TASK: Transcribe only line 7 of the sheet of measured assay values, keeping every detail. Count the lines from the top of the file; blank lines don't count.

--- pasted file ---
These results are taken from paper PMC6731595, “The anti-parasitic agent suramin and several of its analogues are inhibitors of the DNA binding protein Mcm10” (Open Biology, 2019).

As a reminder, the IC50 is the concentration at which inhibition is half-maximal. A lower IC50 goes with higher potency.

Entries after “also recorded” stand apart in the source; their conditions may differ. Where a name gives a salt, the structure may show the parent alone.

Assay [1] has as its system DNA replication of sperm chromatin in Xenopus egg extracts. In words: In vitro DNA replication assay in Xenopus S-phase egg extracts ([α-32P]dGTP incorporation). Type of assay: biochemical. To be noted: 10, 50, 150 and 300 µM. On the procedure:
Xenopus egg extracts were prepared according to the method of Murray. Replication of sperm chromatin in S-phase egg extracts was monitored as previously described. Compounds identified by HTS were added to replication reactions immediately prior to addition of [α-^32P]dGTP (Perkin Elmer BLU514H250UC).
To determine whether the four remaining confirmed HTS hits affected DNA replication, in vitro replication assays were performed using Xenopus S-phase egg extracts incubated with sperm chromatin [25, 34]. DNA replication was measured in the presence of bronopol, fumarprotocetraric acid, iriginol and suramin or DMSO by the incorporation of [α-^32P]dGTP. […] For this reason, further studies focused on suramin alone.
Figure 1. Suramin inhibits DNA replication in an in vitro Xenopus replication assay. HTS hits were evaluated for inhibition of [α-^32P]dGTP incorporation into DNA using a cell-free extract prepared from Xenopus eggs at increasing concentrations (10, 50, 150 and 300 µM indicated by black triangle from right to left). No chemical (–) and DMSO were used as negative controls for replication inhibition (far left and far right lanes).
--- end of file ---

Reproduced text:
Figure 1. Suramin inhibits DNA replication in an in vitro Xenopus replication assay. HTS hits were evaluated for inhibition of [α-^32P]dGTP incorporation into DNA using a cell-free extract prepared from Xenopus eggs at increasing concentrations (10, 50, 150 and 300 µM indicated by black triangle from right to left). No chemical (–) and DMSO were used as negative controls for replication inhibition (far left and far right lanes).